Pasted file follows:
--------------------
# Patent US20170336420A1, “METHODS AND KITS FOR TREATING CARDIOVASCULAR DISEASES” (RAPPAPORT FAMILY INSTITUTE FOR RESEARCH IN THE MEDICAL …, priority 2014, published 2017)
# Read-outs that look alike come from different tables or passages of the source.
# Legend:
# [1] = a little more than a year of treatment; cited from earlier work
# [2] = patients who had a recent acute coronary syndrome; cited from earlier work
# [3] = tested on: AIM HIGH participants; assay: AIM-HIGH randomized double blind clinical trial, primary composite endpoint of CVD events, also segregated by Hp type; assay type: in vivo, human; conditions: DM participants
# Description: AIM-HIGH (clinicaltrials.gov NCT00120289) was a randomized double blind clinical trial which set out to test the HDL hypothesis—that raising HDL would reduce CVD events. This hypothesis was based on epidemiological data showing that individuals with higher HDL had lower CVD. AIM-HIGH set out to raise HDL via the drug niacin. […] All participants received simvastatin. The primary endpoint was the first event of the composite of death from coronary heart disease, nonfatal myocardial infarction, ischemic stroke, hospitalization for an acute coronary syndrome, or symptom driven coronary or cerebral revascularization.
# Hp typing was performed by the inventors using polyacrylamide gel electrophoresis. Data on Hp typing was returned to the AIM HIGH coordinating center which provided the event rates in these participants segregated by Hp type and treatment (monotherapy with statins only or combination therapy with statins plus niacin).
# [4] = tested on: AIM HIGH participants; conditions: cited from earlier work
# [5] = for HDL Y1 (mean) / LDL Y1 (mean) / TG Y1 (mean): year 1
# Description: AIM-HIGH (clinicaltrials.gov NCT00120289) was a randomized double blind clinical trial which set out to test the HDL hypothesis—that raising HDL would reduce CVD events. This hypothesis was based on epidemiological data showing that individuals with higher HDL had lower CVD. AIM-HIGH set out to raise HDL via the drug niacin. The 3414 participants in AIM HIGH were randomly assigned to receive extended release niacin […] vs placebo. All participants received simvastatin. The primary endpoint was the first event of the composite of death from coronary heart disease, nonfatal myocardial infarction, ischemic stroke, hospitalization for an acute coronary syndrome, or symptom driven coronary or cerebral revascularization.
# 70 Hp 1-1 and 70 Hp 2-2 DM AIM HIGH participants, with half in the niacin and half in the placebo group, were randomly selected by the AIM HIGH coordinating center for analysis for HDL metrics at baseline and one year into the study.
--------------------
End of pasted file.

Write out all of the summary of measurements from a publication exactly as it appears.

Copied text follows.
# Patent US20170336420A1, “METHODS AND KITS FOR TREATING CARDIOVASCULAR DISEASES” (RAPPAPORT FAMILY INSTITUTE FOR RESEARCH IN THE MEDICAL …, priority 2014, published 2017)
# Read-outs that look alike come from different tables or passages of the source.
# Legend:
# [1] = a little more than a year of treatment; cited from earlier work
# [2] = patients who had a recent acute coronary syndrome; cited from earlier work
# [3] = tested on: AIM HIGH participants; assay: AIM-HIGH randomized double blind clinical trial, primary composite endpoint of CVD events, also segregated by Hp type; assay type: in vivo, human; conditions: DM participants
# Description: AIM-HIGH (clinicaltrials.gov NCT00120289) was a randomized double blind clinical trial which set out to test the HDL hypothesis—that raising HDL would reduce CVD events. This hypothesis was based on epidemiological data showing that individuals with higher HDL had lower CVD. AIM-HIGH set out to raise HDL via the drug niacin. […] All participants received simvastatin. The primary endpoint was the first event of the composite of death from coronary heart disease, nonfatal myocardial infarction, ischemic stroke, hospitalization for an acute coronary syndrome, or symptom driven coronary or cerebral revascularization.
# Hp typing was performed by the inventors using polyacrylamide gel electrophoresis. Data on Hp typing was returned to the AIM HIGH coordinating center which provided the event rates in these participants segregated by Hp type and treatment (monotherapy with statins only or combination therapy with statins plus niacin).
# [4] = tested on: AIM HIGH participants; conditions: cited from earlier work
# [5] = for HDL Y1 (mean) / LDL Y1 (mean) / TG Y1 (mean): year 1
# Description: AIM-HIGH (clinicaltrials.gov NCT00120289) was a randomized double blind clinical trial which set out to test the HDL hypothesis—that raising HDL would reduce CVD events. This hypothesis was based on epidemiological data showing that individuals with higher HDL had lower CVD. AIM-HIGH set out to raise HDL via the drug niacin. The 3414 participants in AIM HIGH were randomly assigned to receive extended release niacin […] vs placebo. All participants received simvastatin. The primary endpoint was the first event of the composite of death from coronary heart disease, nonfatal myocardial infarction, ischemic stroke, hospitalization for an acute coronary syndrome, or symptom driven coronary or cerebral revascularization.
# 70 Hp 1-1 and 70 Hp 2-2 DM AIM HIGH participants, with half in the niacin and half in the placebo group, were randomly selected by the AIM HIGH coordinating center for analysis for HDL metrics at baseline and one year into the study.